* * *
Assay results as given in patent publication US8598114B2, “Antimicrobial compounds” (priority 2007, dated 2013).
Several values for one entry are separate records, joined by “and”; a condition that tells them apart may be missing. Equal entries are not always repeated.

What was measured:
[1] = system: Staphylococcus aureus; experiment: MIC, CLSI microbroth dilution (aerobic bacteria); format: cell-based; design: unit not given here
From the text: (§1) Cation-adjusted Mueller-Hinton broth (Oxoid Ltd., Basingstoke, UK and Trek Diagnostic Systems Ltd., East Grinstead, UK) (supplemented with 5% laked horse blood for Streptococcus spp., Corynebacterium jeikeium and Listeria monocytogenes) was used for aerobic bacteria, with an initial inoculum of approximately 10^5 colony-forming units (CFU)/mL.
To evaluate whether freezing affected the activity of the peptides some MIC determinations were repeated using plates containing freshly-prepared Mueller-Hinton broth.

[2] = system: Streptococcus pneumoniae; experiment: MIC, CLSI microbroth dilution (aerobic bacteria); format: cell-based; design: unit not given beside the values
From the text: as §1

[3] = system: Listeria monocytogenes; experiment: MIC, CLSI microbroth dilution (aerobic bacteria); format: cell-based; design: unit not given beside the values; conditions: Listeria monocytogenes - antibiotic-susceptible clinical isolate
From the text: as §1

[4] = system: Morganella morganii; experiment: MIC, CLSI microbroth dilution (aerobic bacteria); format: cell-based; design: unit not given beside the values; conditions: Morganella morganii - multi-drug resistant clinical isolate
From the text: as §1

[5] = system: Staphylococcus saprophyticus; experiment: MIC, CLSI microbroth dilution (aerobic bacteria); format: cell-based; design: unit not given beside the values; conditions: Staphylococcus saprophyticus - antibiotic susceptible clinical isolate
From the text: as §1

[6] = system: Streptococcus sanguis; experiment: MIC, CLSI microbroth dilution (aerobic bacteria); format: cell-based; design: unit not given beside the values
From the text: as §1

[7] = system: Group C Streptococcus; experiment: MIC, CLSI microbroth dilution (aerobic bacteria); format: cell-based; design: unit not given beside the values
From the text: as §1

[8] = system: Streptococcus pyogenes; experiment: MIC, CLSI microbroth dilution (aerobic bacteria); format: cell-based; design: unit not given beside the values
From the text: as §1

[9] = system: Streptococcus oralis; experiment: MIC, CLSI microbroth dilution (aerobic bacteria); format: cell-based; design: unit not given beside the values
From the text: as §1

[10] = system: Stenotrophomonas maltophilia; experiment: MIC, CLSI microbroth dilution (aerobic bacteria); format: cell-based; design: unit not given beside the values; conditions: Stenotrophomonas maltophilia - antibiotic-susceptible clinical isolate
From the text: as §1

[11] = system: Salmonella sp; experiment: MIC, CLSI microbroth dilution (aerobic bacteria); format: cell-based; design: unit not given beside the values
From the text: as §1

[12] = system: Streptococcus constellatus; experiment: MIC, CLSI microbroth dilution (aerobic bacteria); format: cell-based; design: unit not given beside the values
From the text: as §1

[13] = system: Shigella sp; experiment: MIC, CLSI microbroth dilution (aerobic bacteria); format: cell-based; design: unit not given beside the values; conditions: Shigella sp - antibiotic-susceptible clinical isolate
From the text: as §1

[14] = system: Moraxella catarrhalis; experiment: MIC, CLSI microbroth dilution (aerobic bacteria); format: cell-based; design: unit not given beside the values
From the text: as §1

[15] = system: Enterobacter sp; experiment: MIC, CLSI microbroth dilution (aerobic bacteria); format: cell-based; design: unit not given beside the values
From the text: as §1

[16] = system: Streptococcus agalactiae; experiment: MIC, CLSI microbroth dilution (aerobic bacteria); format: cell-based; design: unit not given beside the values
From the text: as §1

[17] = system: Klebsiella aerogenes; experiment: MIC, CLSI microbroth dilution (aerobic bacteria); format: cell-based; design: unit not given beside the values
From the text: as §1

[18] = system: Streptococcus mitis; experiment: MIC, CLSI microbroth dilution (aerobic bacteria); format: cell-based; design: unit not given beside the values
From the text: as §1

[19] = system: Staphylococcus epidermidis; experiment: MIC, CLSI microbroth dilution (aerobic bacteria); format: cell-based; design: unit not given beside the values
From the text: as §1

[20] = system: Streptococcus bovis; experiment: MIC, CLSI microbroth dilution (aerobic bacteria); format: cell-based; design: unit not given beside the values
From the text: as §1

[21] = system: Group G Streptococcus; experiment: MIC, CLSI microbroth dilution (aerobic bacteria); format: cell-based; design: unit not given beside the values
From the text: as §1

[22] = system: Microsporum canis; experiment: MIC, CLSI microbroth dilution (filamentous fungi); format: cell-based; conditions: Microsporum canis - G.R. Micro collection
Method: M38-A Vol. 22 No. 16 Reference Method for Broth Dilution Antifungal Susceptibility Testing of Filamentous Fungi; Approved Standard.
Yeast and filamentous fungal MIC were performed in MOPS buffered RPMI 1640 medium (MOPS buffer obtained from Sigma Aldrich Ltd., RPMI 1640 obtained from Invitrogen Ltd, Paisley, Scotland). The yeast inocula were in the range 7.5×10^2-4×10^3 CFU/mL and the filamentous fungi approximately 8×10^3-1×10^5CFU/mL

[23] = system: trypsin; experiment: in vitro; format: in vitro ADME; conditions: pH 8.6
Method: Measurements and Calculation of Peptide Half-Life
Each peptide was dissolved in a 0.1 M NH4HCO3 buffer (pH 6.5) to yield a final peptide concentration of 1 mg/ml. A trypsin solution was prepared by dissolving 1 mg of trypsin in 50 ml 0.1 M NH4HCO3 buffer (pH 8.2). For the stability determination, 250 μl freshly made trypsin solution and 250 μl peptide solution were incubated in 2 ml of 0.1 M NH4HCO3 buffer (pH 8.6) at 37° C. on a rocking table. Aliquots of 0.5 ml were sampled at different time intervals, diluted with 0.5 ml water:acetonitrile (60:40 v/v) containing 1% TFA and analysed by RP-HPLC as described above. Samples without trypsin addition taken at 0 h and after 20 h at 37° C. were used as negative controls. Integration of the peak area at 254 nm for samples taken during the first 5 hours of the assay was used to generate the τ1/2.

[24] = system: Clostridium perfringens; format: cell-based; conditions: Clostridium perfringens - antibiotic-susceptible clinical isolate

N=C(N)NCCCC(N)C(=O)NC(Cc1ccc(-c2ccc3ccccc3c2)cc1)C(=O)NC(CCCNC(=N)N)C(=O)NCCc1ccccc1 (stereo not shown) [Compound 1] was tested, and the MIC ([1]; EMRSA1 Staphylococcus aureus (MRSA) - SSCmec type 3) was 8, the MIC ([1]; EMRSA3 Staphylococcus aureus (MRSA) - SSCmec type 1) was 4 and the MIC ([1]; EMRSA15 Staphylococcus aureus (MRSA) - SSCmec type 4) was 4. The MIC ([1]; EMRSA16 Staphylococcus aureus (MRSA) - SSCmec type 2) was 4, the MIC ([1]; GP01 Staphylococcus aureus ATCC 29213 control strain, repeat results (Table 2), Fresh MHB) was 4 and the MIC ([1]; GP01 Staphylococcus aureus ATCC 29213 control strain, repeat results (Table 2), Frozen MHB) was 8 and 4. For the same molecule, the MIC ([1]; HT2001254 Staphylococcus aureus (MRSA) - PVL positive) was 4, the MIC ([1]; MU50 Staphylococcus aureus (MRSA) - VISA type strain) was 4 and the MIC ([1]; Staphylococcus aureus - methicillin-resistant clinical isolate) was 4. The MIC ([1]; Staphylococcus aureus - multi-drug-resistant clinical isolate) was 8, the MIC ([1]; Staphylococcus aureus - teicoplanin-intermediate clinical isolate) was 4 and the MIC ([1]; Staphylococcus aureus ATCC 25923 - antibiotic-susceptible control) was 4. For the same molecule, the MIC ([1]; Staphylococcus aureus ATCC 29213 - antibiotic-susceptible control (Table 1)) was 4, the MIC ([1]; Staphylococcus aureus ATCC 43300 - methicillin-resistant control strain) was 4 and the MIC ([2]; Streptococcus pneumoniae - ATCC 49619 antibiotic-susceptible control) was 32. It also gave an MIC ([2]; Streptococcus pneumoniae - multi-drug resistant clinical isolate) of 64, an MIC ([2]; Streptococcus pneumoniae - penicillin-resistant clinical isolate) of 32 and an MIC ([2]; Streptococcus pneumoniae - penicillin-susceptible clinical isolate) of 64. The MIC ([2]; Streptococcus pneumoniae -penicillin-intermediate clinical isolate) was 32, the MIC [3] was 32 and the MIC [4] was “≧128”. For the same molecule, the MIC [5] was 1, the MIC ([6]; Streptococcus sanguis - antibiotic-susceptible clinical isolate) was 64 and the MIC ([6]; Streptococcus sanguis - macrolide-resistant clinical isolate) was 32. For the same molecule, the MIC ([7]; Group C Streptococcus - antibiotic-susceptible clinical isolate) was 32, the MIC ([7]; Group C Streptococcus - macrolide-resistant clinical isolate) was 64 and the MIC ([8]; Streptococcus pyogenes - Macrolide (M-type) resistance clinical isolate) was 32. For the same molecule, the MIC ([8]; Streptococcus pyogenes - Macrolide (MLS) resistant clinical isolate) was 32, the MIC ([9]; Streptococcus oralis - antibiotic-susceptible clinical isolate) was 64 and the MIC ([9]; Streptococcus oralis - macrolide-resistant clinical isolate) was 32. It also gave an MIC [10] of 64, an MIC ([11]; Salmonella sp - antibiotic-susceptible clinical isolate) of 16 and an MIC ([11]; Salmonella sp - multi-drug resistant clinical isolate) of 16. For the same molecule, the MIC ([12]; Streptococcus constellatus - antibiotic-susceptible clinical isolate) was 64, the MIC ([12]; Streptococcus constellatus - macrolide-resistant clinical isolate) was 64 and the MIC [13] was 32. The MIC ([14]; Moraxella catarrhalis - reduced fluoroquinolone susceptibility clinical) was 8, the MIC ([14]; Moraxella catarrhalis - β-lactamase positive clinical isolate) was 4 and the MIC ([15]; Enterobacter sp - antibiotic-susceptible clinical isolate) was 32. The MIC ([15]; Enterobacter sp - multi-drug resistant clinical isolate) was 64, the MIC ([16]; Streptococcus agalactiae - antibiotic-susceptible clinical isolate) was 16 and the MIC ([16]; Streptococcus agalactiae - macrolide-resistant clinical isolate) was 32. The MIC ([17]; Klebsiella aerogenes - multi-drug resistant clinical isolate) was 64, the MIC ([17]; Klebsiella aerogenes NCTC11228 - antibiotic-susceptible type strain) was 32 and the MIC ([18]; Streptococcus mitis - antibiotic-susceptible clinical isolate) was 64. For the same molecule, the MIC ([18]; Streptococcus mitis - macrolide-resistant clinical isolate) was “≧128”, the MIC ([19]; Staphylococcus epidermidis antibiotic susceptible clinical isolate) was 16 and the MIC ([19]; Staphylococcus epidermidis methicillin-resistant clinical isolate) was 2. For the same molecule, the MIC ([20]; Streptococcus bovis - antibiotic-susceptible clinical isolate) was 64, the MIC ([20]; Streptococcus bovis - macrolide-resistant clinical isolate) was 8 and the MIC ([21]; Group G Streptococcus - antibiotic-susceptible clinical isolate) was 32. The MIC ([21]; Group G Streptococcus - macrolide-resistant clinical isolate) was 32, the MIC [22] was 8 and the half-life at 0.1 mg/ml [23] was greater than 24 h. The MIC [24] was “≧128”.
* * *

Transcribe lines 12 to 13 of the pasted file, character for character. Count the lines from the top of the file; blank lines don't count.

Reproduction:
From the text: as §1

[5] = system: Staphylococcus saprophyticus; experiment: MIC, CLSI microbroth dilution (aerobic bacteria); format: cell-based; design: unit not given beside the values; conditions: Staphylococcus saprophyticus - antibiotic susceptible clinical isolate